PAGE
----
Eighty-seven-year-old Bob Phillips has long enjoyed reading the Observer’s wedding announcements.
On Sunday, he used his 61st anniversary to post a tribute to his bride that melted the hearts of younger readers.
In his “Dear Gail” letter, Phillips said he’s been checking brides’ photos every Sunday since their June 27, 1953, wedding.
“I want to see if there is now or ever will be another bride as lovely as you,” Phillips wrote. “Actually, I already know the answer. There is not – and never will be to me – your equal in loveliness. On our wedding day you were the most beautiful thing I’ve ever seen. The delightful truth is that you still are.”
Phillips, who had a triple bypass last fall, concludes his note by telling his 79-year-old wife he hopes to celebrate another 61 years with her, and “beyond that I pray we will spend eternity together.”
Amy Hawn Nelson, director of UNC Charlotte’s Institute for Social Capital, snapped a photo of his announcement and posted it on Facebook. “How cute is this?” she wrote. “Teared up reading the Celebrations section.”
“Guys, this is how you do the romance thing, so take note,” a Facebook friend added.
Phillips’ hearing is bad enough that he asks his wife to relay a reporter’s questions, then give him the phone to answer. But he’s eager to tell the story of how he met and married his high school sweetheart – and it’s not the traditional path.
The two fell in love at Landis High School in Rowan County, about 30 miles north of Charlotte.
“Her first day as a student was my first day as a teacher,” Phillips said. He taught her during her freshman, sophomore and senior years, with a year’s break when he was called back to military service.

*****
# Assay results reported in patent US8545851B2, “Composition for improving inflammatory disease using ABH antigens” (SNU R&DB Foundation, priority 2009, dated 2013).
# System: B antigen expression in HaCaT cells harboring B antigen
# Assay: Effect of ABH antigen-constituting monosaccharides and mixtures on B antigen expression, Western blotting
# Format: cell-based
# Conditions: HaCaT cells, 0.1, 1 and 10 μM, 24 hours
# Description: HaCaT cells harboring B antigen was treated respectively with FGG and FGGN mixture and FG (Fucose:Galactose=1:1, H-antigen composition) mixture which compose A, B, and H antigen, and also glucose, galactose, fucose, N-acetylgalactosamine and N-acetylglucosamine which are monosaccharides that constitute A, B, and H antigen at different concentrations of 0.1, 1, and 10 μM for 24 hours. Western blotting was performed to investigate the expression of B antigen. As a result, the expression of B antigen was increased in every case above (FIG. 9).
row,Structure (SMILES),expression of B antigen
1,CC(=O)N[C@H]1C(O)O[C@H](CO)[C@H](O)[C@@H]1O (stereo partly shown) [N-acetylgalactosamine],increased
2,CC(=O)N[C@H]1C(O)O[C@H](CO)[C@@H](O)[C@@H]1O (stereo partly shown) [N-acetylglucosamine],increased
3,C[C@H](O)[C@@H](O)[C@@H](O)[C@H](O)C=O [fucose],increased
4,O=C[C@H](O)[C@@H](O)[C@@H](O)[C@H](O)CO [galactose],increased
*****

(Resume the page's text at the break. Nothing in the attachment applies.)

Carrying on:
At first, of course, she was just a kid, but by her senior year “I realized she was more than just a pretty young lady.” They married shortly after her graduation.
Gail Phillips stayed home to raise their family, which eventually included two daughters and a son. She says her husband is a lifelong romantic who brought her out of her shell: “He married a very shy, young girl.”
When she was expecting their second baby, Bob Phillips decided he couldn’t support the family on a teacher’s paycheck and took a job with the Social Security Administration in Charlotte.
The couple is back in Landis now, and Bob Phillips has run anniversary announcements in the Salisbury Post and the Independent Tribune in past years. This year, he says, he put one in the Observer in hopes of reconnecting with any friends left from their Charlotte years.
Bob Phillips notes that when they neared their 60th anniversary, they asked friends what they should do to celebrate. Suggestions ranged from the nostalgic – play miniature golf, as they did on their first date – to the adventurous: Go bungee jumping or whitewater rafting. Bob Phillips said their barber suggested that at this stage of life, they should celebrate by taking a nap.
“That’s what we’ll do again this year,” he said.
So does Bob Phillips really check the brides every week?
“If he says he does, he does,” Gail Phillips says. “He doesn’t tell lies.”
Bob Phillips insists it’s true. “I don’t know what I would do if I finally found someone,” he says.
There were, he notes, two who came close. You guessed it: their daughters.